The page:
Kidman and Eckhart are the center of the film, and they both give strong performances punctuated by moments of amazing, horrifying honesty. Speaking with her mother, Becca refuses the older woman's pleas to turn to God for help, saying that he's a "sadistic prick" and adding, "'Worship me and I'll treat you like shit.' No wonder you like him, he sounds just like Dad." They're both laid low by Becca's statement, delivered casually and quickly but packing nuclear levels of hate and desperation. In two short lines she sums up everything she's feeling and the myriad ways it's roped to her past, yet Mitchell isn't passing judgment on her. Later on, Howie is showing their home to a family interested in buying, and when they get to his son's old room -- still loaded with toys and books -- he doesn't lie about what happened, or fudge it, or act overly sad. He's simply direct and unguarded, talking about how he forgets Danny isn't here any more or still sees him around the corner. It's so frank and revealing it feels almost illicit to watch, as if we haven't earned the right to see someone bare his soul so easily, and Eckhart is pitch-perfect. This is a film loaded with small, devastating moments.
Mitchell's tone is spot-on for almost the entire film; the few wobbly moments come at the expense of the score by Anton Sanko ("Big Love"), which feels derivative of similar scores by Thomas Newman meant to evoke suburban turmoil. There are just too many plucky, major-key moments; yes, the film has its scattered jokes and moments of relief, but it's still a story about a dead toddler, and the score needs to be far more muted than it is. It's beautifully shot, though, with cinematographer Frank G. DeMarco nicely capturing certain images (a sad glimpse of the few boxes that are all that remain of Danny's presence) and highlighting the dimness of the couple's home in comparison with the world around them. The rest of the cast is strong, as well, particularly Dianne Wiest as Becca's mother, dealing with her own grief and trying to help her daughter as best she can. Miles Teller is also wonderful as Jason, a high schooler whose relationship to Becca and Howie is revealed with such skill and impact that I'm leery of even discussing it.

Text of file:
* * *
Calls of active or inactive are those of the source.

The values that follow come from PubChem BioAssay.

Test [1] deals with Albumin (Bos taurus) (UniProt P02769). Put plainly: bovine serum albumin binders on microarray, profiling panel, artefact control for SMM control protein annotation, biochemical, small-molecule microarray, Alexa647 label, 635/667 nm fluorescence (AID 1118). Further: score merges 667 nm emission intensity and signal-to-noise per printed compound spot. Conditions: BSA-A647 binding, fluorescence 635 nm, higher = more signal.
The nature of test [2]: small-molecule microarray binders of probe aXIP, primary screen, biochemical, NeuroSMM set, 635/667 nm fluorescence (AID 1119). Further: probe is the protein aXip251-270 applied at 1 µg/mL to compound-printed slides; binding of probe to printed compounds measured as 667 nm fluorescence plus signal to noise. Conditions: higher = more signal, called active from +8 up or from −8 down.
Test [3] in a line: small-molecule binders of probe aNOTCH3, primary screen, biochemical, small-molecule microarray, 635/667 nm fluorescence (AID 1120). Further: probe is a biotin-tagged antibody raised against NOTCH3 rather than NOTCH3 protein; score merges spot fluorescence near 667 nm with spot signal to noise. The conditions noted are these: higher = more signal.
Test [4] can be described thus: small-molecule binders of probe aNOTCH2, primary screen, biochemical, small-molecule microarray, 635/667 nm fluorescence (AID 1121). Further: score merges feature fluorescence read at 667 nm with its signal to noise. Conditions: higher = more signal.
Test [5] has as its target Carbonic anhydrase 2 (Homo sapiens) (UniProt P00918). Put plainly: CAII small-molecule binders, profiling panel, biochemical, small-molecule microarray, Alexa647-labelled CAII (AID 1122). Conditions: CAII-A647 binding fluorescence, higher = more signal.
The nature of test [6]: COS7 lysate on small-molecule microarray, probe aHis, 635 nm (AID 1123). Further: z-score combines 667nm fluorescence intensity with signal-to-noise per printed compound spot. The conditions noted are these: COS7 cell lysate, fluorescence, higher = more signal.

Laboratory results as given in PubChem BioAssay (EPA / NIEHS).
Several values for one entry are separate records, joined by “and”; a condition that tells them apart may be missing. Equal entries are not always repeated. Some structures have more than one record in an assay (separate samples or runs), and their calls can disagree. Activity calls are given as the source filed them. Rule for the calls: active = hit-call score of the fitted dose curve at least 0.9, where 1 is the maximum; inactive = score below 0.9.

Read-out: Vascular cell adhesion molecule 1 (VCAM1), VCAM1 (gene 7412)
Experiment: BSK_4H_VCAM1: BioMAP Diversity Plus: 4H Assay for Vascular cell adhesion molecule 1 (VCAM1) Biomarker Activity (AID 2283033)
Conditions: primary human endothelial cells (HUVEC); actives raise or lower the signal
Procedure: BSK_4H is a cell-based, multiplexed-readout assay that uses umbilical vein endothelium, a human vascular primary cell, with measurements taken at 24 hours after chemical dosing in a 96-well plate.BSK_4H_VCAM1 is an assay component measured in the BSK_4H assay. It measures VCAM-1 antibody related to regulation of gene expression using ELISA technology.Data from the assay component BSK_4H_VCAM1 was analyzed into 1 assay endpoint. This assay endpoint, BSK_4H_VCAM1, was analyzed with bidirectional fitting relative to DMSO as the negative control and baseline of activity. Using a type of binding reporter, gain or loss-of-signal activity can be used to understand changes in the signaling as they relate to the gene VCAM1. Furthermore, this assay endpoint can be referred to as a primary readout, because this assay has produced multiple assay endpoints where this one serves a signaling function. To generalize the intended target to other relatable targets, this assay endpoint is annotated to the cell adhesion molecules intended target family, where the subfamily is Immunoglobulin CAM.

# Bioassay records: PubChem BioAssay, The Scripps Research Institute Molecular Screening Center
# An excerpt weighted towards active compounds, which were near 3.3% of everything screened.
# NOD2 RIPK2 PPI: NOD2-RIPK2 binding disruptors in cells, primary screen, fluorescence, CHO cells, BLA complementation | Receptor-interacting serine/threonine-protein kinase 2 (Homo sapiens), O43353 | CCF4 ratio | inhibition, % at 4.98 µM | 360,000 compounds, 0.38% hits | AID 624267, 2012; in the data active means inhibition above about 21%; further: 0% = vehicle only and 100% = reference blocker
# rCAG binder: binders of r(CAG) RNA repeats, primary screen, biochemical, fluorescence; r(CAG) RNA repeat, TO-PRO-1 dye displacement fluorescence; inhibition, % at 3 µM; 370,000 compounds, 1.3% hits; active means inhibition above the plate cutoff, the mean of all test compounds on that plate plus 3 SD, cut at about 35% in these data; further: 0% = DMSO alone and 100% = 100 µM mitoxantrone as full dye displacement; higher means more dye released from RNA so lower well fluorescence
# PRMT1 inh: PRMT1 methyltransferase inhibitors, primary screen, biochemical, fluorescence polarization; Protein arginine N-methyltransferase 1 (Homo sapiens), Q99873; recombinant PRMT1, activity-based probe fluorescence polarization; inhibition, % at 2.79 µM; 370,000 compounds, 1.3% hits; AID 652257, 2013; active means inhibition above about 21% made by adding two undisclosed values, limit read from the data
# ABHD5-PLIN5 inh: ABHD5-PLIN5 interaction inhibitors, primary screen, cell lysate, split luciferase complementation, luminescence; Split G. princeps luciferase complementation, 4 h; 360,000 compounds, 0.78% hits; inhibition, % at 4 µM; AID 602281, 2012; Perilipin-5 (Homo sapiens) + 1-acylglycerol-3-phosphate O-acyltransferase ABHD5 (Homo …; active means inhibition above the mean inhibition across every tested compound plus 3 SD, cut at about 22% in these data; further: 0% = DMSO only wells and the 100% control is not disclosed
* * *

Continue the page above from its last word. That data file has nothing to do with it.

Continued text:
What makes the film so compelling is the way it convincingly conveys the stakes for Becca and Howie as they try to figure out what to do with their lives. The action is largely limited to one neighborhood; there aren't that many characters; no one figures out quite how to overcome their pain. (Spoiler?) But for all its superficial stasis, Rabbit Hole expertly captures the emotional highs and lows of a man and woman going through something profound and horrible and life-changing, and it argues that small changes, brief flecks of grace, aren't worth abandoning simply because they don't outweigh the pain. It's a wrenching experience, and a real one.
Daniel Carlson is the managing editor of Pajiba and a member of the Houston Film Critics Society and the Online Film Critics Society. He's also a TV blogger for the Houston Press. You can visit his blog, Slowly Going Bald.